Eye changes could help detect Alzheimer’s
11 March 2019
Ophthalmology Retina: Retinal microvascular and neurodegenerative changes in Alzheimer’s disease and mild cognitive impairment compared to controls
New research in the US suggests that changes in the eye could help indicate if someone has Alzheimer’s disease. The findings are published today (Monday 11 March) in the journal, Ophthalmology Retina.
The researchers investigated whether changes to blood vessels in the retina – the light-sensitive layer at the back of the eye – could be an early sign of the disease. They compared retinal photographs from 39 people with Alzheimer’s, 37 people with mild cognitive impairment and 133 people without memory problems.
Mild cognitive impairment is a term used to describe early memory and thinking problems in older people but it is not a disease in itself. Yet one cause of MCI can be the early stages of Alzheimer’s disease or another form of dementia.
The research team at the Duke Eye Centre used a powerful imaging technique to look for changes in the blood vessels between the sets of eyes.
They found people with Alzheimer’s had a lower density of blood vessels in the retina. The team also found that a layer of nerve cells in the retina was thinner in people with Alzheimer’s than in those with MCI or without memory problems. There was less difference between MCI and controls.
Dr Rosa Sancho, Head of Research from Alzheimer’s Research UK said:
“We know that diseases like Alzheimer’s begin in the brain decades before symptoms like memory loss start. Although there is currently no single test that can accurately give an Alzheimer’s diagnosis, brain scans, cognitive assessments and spinal fluid tests can all reveal clues to the disease.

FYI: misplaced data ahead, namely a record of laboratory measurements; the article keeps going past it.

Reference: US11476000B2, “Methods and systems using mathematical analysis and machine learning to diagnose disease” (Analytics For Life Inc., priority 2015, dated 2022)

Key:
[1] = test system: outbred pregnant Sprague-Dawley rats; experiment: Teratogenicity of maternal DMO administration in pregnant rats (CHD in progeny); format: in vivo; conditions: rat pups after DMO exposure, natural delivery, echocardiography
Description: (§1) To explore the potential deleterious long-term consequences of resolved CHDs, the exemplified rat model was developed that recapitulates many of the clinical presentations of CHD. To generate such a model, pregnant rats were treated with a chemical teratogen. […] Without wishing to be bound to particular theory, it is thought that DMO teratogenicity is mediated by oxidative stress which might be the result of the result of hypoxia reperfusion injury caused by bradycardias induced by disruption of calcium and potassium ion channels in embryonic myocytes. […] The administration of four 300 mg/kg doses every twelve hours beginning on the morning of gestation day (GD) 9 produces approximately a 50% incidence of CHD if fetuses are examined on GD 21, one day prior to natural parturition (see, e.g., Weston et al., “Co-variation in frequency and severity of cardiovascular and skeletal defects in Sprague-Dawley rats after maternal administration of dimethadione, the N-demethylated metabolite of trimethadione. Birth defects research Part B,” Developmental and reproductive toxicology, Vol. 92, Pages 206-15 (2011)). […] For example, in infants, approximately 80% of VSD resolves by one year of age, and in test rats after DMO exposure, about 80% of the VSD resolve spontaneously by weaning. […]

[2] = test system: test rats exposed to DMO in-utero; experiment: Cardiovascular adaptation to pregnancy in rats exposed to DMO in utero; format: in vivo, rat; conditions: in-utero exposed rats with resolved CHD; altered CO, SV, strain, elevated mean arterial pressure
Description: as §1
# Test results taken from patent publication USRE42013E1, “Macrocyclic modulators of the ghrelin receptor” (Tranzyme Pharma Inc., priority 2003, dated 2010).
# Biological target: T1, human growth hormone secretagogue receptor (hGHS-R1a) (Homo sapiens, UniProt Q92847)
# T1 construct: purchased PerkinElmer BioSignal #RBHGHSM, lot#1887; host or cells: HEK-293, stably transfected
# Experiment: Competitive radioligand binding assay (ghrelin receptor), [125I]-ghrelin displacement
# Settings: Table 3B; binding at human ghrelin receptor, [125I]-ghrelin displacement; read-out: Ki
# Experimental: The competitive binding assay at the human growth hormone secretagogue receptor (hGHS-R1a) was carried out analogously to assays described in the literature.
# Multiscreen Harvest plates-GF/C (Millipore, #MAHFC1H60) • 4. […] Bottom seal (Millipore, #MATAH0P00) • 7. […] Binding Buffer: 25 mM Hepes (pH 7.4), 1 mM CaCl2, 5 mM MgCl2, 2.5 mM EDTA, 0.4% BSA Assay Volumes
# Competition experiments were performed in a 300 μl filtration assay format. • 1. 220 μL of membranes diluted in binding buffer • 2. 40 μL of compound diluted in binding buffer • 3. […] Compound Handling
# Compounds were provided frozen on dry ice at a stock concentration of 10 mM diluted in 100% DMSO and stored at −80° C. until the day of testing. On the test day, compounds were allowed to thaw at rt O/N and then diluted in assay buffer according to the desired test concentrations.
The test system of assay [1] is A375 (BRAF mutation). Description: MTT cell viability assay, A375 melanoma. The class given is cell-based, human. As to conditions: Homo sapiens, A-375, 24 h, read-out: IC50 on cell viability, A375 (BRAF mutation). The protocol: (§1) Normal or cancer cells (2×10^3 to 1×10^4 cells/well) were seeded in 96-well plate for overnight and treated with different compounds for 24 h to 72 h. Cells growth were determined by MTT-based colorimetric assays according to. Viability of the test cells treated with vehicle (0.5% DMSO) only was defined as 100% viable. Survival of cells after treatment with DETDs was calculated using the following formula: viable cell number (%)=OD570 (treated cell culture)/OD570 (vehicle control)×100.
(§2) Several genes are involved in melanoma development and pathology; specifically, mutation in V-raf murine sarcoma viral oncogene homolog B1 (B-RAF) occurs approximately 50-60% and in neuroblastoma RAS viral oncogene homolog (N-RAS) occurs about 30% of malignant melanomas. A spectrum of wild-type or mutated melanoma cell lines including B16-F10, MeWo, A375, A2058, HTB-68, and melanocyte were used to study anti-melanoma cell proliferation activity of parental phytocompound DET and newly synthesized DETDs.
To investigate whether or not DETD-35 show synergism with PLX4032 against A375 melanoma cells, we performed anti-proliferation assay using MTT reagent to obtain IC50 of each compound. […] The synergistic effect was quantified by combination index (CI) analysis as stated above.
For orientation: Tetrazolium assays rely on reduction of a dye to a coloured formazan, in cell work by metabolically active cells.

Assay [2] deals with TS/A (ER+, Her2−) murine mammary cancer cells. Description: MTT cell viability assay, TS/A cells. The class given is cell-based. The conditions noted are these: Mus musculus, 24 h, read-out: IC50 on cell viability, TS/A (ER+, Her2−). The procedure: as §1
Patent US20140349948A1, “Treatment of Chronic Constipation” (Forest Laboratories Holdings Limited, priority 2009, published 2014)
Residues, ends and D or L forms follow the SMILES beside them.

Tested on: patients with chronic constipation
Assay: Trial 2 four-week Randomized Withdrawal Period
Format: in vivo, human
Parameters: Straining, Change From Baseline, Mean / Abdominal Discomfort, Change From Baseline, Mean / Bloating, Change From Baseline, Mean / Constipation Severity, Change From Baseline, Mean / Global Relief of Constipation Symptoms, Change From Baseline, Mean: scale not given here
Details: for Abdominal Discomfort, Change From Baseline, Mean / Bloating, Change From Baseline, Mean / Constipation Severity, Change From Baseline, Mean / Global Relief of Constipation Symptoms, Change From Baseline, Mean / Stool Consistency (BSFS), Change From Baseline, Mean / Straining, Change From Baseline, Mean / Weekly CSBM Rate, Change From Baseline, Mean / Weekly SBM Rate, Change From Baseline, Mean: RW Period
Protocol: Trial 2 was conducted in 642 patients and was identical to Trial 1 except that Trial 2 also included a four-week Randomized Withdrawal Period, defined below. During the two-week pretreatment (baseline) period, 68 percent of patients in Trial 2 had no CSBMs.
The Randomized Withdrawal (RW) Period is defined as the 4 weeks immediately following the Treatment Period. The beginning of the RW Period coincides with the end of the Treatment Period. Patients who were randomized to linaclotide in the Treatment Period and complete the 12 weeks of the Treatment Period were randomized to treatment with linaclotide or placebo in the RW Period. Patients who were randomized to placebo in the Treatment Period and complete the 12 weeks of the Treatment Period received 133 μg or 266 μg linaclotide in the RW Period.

“While eye tests could potentially be an inexpensive way to help diagnose Alzheimer’s, this small study used a new imaging method that is not part of a standard eye test. The eye tests were also not directly compared with any current cognitive assessments used to diagnose Alzheimer’s so we don’t know if using this test would help make a more accurate diagnosis.
“Used alone this test would be unlikely to give a diagnosis and much larger studies are needed to better understand how changes in the eyes’ blood supply relate to Alzheimer’s.
“The eye offers a unique opportunity to look at brain changes in a way that is not invasive. Alzheimer’s Research UK teamed up with charity Fight for Sight to investigate whether a machine learning approach analysing over 2 million eye scans could indicate the presence of diseases like Alzheimer’s and the data is currently being analysed before results are published.”